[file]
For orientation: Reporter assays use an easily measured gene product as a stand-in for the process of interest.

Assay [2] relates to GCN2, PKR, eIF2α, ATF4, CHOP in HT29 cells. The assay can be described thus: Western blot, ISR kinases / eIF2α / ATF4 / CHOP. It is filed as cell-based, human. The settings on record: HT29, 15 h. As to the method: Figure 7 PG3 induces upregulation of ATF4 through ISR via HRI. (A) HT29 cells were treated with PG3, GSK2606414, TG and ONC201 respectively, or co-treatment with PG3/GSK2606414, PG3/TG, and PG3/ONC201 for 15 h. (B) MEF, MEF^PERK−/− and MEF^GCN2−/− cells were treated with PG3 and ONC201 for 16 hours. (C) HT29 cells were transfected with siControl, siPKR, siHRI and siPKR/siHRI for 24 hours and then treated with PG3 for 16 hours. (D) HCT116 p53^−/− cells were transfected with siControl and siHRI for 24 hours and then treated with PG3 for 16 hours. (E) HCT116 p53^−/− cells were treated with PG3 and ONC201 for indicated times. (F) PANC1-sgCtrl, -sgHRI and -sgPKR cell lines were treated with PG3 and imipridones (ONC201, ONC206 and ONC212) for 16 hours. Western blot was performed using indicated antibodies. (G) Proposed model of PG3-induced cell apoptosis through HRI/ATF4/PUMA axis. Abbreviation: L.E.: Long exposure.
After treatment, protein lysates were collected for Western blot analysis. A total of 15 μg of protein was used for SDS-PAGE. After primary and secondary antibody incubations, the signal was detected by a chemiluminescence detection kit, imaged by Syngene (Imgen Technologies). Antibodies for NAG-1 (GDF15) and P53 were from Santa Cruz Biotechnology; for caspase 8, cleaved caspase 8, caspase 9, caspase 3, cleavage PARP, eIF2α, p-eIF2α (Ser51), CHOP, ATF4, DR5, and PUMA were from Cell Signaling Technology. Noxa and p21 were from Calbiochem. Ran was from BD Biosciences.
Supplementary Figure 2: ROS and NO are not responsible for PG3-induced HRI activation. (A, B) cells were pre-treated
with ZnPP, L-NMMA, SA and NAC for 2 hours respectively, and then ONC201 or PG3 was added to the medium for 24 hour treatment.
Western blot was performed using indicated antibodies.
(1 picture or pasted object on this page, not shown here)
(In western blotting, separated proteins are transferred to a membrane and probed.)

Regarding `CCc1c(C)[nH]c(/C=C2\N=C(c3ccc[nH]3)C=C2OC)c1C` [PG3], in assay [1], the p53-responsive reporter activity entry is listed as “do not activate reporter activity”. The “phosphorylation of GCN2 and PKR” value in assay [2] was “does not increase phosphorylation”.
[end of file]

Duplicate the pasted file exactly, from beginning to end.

For orientation: Reporter assays use an easily measured gene product as a stand-in for the process of interest.

Assay [2] relates to GCN2, PKR, eIF2α, ATF4, CHOP in HT29 cells. The assay can be described thus: Western blot, ISR kinases / eIF2α / ATF4 / CHOP. It is filed as cell-based, human. The settings on record: HT29, 15 h. As to the method: Figure 7 PG3 induces upregulation of ATF4 through ISR via HRI. (A) HT29 cells were treated with PG3, GSK2606414, TG and ONC201 respectively, or co-treatment with PG3/GSK2606414, PG3/TG, and PG3/ONC201 for 15 h. (B) MEF, MEF^PERK−/− and MEF^GCN2−/− cells were treated with PG3 and ONC201 for 16 hours. (C) HT29 cells were transfected with siControl, siPKR, siHRI and siPKR/siHRI for 24 hours and then treated with PG3 for 16 hours. (D) HCT116 p53^−/− cells were transfected with siControl and siHRI for 24 hours and then treated with PG3 for 16 hours. (E) HCT116 p53^−/− cells were treated with PG3 and ONC201 for indicated times. (F) PANC1-sgCtrl, -sgHRI and -sgPKR cell lines were treated with PG3 and imipridones (ONC201, ONC206 and ONC212) for 16 hours. Western blot was performed using indicated antibodies. (G) Proposed model of PG3-induced cell apoptosis through HRI/ATF4/PUMA axis. Abbreviation: L.E.: Long exposure.
After treatment, protein lysates were collected for Western blot analysis. A total of 15 μg of protein was used for SDS-PAGE. After primary and secondary antibody incubations, the signal was detected by a chemiluminescence detection kit, imaged by Syngene (Imgen Technologies). Antibodies for NAG-1 (GDF15) and P53 were from Santa Cruz Biotechnology; for caspase 8, cleaved caspase 8, caspase 9, caspase 3, cleavage PARP, eIF2α, p-eIF2α (Ser51), CHOP, ATF4, DR5, and PUMA were from Cell Signaling Technology. Noxa and p21 were from Calbiochem. Ran was from BD Biosciences.
Supplementary Figure 2: ROS and NO are not responsible for PG3-induced HRI activation. (A, B) cells were pre-treated
with ZnPP, L-NMMA, SA and NAC for 2 hours respectively, and then ONC201 or PG3 was added to the medium for 24 hour treatment.
Western blot was performed using indicated antibodies.
(1 picture or pasted object on this page, not shown here)
(In western blotting, separated proteins are transferred to a membrane and probed.)

Regarding `CCc1c(C)[nH]c(/C=C2\N=C(c3ccc[nH]3)C=C2OC)c1C` [PG3], in assay [1], the p53-responsive reporter activity entry is listed as “do not activate reporter activity”. The “phosphorylation of GCN2 and PKR” value in assay [2] was “does not increase phosphorylation”.